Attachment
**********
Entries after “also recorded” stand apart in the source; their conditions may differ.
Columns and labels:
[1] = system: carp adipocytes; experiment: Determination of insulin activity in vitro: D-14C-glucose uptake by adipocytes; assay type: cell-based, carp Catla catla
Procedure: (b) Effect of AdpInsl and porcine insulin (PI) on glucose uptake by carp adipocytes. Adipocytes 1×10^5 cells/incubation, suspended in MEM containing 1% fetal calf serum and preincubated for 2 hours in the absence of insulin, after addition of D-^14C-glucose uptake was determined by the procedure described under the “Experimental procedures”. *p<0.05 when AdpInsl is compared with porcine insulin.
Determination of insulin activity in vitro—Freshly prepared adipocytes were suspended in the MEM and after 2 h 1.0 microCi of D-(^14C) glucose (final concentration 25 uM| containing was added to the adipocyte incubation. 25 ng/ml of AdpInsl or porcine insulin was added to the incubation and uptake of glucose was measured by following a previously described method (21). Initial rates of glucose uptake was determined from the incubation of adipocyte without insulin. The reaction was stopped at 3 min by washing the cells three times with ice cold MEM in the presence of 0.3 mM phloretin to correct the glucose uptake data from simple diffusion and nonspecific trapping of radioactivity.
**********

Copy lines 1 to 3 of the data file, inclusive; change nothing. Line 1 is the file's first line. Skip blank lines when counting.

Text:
Entries after “also recorded” stand apart in the source; their conditions may differ.
Columns and labels:
[1] = system: carp adipocytes; experiment: Determination of insulin activity in vitro: D-14C-glucose uptake by adipocytes; assay type: cell-based, carp Catla catla